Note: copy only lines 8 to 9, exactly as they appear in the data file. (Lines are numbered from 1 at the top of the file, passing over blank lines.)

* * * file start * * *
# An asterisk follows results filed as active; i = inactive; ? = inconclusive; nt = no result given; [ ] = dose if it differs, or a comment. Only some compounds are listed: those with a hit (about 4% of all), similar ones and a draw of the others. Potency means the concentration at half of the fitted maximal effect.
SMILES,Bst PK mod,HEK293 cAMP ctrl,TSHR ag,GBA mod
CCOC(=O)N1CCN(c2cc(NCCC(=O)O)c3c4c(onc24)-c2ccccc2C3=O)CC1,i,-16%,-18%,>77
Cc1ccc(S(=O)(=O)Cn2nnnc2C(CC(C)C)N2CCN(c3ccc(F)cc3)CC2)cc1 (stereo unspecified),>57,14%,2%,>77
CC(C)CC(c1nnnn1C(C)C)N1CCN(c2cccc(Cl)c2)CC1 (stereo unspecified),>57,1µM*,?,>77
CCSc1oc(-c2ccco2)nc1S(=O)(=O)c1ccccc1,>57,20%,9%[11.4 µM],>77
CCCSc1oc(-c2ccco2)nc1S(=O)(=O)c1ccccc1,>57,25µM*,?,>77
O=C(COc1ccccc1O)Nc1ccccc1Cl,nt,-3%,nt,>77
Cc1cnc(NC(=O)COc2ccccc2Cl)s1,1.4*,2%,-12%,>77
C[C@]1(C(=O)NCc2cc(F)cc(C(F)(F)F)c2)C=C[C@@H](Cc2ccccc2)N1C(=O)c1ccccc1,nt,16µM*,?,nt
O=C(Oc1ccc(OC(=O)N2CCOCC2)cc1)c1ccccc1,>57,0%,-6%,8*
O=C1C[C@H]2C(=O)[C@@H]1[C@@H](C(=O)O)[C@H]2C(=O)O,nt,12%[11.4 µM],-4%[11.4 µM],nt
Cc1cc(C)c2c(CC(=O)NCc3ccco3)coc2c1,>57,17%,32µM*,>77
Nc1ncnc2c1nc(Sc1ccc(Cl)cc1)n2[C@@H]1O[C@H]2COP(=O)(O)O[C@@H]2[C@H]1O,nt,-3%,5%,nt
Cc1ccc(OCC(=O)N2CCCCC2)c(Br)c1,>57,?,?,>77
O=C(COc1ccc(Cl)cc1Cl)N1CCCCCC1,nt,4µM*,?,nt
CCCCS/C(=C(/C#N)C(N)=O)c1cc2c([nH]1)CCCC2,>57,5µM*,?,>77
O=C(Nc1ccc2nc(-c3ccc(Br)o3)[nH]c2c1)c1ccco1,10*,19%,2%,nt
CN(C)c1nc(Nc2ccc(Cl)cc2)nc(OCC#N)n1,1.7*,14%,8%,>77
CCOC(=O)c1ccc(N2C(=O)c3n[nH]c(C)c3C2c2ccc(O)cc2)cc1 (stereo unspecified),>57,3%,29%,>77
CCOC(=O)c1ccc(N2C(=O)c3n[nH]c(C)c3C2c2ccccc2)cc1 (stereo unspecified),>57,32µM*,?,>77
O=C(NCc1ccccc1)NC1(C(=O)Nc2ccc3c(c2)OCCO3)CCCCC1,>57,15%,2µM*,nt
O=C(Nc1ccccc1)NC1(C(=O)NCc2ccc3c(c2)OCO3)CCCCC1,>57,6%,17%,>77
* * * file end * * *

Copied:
O=C(COc1ccccc1O)Nc1ccccc1Cl,nt,-3%,nt,>77
Cc1cnc(NC(=O)COc2ccccc2Cl)s1,1.4*,2%,-12%,>77